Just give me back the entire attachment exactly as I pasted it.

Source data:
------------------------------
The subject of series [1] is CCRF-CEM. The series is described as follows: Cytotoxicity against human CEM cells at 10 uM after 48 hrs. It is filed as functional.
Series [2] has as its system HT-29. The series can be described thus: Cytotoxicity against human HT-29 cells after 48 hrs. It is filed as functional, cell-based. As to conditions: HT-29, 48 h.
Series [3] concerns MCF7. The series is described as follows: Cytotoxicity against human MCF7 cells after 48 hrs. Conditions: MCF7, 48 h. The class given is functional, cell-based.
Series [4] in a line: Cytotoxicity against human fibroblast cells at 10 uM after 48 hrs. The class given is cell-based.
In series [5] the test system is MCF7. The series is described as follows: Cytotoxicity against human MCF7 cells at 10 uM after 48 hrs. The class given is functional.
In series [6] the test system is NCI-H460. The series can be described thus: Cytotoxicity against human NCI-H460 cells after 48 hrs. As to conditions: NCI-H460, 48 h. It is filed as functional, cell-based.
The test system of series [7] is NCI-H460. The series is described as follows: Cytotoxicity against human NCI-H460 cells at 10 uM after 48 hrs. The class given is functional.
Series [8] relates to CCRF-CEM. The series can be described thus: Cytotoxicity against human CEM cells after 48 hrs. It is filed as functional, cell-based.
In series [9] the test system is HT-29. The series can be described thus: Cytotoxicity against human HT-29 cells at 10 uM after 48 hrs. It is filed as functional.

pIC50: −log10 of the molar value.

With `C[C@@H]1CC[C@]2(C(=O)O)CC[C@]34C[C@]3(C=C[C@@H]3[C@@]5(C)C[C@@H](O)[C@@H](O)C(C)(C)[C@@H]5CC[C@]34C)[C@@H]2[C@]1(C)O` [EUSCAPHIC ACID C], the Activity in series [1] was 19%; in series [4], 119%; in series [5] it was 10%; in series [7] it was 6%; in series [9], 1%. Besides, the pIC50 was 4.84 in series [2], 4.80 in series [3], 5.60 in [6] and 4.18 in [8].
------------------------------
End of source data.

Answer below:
The subject of series [1] is CCRF-CEM. The series is described as follows: Cytotoxicity against human CEM cells at 10 uM after 48 hrs. It is filed as functional.
Series [2] has as its system HT-29. The series can be described thus: Cytotoxicity against human HT-29 cells after 48 hrs. It is filed as functional, cell-based. As to conditions: HT-29, 48 h.
Series [3] concerns MCF7. The series is described as follows: Cytotoxicity against human MCF7 cells after 48 hrs. Conditions: MCF7, 48 h. The class given is functional, cell-based.
Series [4] in a line: Cytotoxicity against human fibroblast cells at 10 uM after 48 hrs. The class given is cell-based.
In series [5] the test system is MCF7. The series is described as follows: Cytotoxicity against human MCF7 cells at 10 uM after 48 hrs. The class given is functional.
In series [6] the test system is NCI-H460. The series can be described thus: Cytotoxicity against human NCI-H460 cells after 48 hrs. As to conditions: NCI-H460, 48 h. It is filed as functional, cell-based.
The test system of series [7] is NCI-H460. The series is described as follows: Cytotoxicity against human NCI-H460 cells at 10 uM after 48 hrs. The class given is functional.
Series [8] relates to CCRF-CEM. The series can be described thus: Cytotoxicity against human CEM cells after 48 hrs. It is filed as functional, cell-based.
In series [9] the test system is HT-29. The series can be described thus: Cytotoxicity against human HT-29 cells at 10 uM after 48 hrs. It is filed as functional.

pIC50: −log10 of the molar value.

With `C[C@@H]1CC[C@]2(C(=O)O)CC[C@]34C[C@]3(C=C[C@@H]3[C@@]5(C)C[C@@H](O)[C@@H](O)C(C)(C)[C@@H]5CC[C@]34C)[C@@H]2[C@]1(C)O` [EUSCAPHIC ACID C], the Activity in series [1] was 19%; in series [4], 119%; in series [5] it was 10%; in series [7] it was 6%; in series [9], 1%. Besides, the pIC50 was 4.84 in series [2], 4.80 in series [3], 5.60 in [6] and 4.18 in [8].